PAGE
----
Remember the commentaries after 9/11 that "we should have been expecting something like this"? Some even implied that America was, in part, responsible for the attacks because of our one-sided policy toward the Muslim world, and in particular, "our support for Israel's occupation of Palestinian land."
Remember also, though, the news reports about the cheering and dancing in Palestinian Arab neighborhoods on 9/11? Perhaps these celebrations resembled the high-fives and other macabre gestures of glee made by some Palestinian Arabs following the recent kidnapping and murder of three Jewish teenagers in Gush Etzion, near the ancient Judean city of Hebron.
Guilt-riddled apologies for America's alliance with Israel can only be explained by ignorance, by disingenuous attempts to curry favor with Arabs, or for some, by a darker motivation.
Given the pervasive Orwellian double standard applied to Israel by Western media and the often sanctimonious comments by U.S. and European politicians that Israel should be fearful of being internationally isolated, a reality check might be in order.
First, there is no change in U.S. policy toward Israel that will win any true allies in the Muslim world, no matter what its leaders claim. They often assert that only if we would solve the Palestinian-Israeli problem first, relations would improve. This is a tactic. These leaders employ it simply to divert Western officials from making demands on them instead of on Israel. The reality is that most Arabs view the U.S., its European allies, and Israel with ineradicable contempt.
No Arab state has recognized the legitimacy of a Jewish -- or often even a pluralistic -- state in Palestine. Egypt and Iraq have been persecuting their Christians, only because the Jews were all forced out already; and many Muslim countries cannot even abide each other, as seen every day in the Shia-Sunni conflict, still under way after centuries.
This struggle between Israel and the Palestinians is not about land. If it were, there would have been a two-state solution long ago. Former Palestinian leader Yasser Arafat would have said yes to the Camp David Plan offered by President Clinton and former Israeli Prime Minister Barak. The current strife between the Hamas terrorist movement and Israel is just another stage in the permanent state of Arab hostility towards the existence of a Jewish state in the region.
While U.S. support for Israel has sometimes been described as a costly diplomatic albatross or a consequence of political influence by American Jews, the truth weighs in quite the opposite direction. The Israeli-American alliance greatly benefits both nations.
There is only one democratic country in the Middle East. There is only one country with free speech, a free press and equality under the rule of law in the Middle East. And the United States has only one reliable ally in the Middle East. It is Israel.
Israeli intelligence support on adversarial states such as Iran, Iraq, and Libya has been a prime source of difficult-to-obtain threat-data on these countries. Moreover, Israel has far better Human Intelligence than American intelligence agencies have in the Middle East. This Israeli asset has been invaluable in reducing the terrorist threat to U.S. military and diplomatic personnel deployed to the region.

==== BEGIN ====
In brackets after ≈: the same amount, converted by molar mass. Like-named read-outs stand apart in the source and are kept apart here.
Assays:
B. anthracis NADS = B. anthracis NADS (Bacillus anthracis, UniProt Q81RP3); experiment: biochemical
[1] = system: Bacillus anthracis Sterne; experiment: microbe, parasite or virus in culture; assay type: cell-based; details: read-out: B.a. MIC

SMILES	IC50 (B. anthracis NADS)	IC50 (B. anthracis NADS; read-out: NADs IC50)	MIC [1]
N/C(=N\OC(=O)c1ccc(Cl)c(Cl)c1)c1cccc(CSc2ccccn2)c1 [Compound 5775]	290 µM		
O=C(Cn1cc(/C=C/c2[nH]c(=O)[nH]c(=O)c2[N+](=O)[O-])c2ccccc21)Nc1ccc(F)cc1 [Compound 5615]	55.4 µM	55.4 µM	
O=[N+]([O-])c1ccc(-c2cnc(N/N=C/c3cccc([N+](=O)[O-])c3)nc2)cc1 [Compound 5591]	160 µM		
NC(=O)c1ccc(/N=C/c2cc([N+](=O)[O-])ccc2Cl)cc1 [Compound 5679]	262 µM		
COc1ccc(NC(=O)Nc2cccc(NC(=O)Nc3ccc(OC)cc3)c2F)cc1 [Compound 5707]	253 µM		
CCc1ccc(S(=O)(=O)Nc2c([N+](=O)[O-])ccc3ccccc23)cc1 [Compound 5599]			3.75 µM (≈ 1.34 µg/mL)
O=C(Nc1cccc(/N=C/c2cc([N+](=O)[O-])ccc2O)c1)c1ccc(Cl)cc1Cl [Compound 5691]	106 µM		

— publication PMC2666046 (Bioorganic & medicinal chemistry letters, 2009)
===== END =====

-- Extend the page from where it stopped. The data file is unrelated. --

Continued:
Israeli experience with border and installation security, military application of medical advances, disaster relief lessons-learned, and security-related encryption innovations have been enhanced by the cooperative work of both countries. Moreover, Israeli military and civilian industries have helped the U.S. integrate software innovations, data collection, and cyber security methodology into its overall defense posture. One such contribution is the popular Helmet-Mounted Display System (HMDS).
The U.S. and Israel jointly developed and tested several generations of defensive weapons, helpful to both countries, including Unmanned Aerial Vehicles (UAVs or drones), the "Arrow" anti-ballistic missile interceptor and the "Iron Dome" system, which keeps cities safe from shorter-range rockets. The stunning performance of the "Iron Dome" is invaluable to American efforts to protect its military bases in the region. The Arrow system can protect U.S. cities from a missile attack by a rogue state, such as North Korea or Iran. Although this possibility might sound far-fetched at this moment, much of any military is developed to address probabilities; it is not considered prudent or advisable to start designing and manufacturing a defensive weapon once an attack you have not been expecting has already been launched.
A test launch of the Arrow 3 anti-ballistic missile defense system, jointly developed by the U.S. and Israel. (Image source: United States Missile Defense Agency)
The greatest asset for the U.S., however, is the trust between the American and Israeli military, developed in crises over decades of cooperation. Both recognize that together they face the same enemies of the Free World. And both understand that liberal democracies are not at all the "natural order of things" and will only endure if both countries are willing to do what is needed to survive. No apologies necessary.
Dr. Lawrence A. Franklin served on active duty with the U.S. Army and as a Colonel in the Air Force Reserve, where he served as a Military Attaché to Israel.
 The HMDS is produced by Israel's Elbit Systems and the U.S. company Rockwell Collins, that allows for enhanced situational awareness and better night vision capability.